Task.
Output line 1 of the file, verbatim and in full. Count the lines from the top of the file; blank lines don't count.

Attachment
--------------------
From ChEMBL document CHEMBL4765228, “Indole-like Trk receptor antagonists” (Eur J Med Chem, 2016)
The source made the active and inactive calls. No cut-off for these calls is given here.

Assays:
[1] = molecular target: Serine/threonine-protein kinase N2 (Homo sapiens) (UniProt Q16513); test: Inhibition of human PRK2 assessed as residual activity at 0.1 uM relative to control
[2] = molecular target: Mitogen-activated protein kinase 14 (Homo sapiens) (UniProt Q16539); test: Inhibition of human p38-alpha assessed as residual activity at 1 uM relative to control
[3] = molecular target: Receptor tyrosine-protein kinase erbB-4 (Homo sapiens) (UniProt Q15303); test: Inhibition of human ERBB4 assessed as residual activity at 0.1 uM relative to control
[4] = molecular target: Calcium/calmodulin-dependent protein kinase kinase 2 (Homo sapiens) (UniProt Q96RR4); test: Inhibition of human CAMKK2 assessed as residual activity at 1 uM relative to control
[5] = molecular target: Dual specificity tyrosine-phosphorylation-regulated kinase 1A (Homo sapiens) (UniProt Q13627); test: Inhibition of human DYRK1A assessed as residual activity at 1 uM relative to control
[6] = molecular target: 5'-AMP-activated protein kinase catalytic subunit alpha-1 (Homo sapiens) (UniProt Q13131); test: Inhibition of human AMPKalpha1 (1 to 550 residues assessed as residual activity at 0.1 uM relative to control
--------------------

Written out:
From ChEMBL document CHEMBL4765228, “Indole-like Trk receptor antagonists” (Eur J Med Chem, 2016)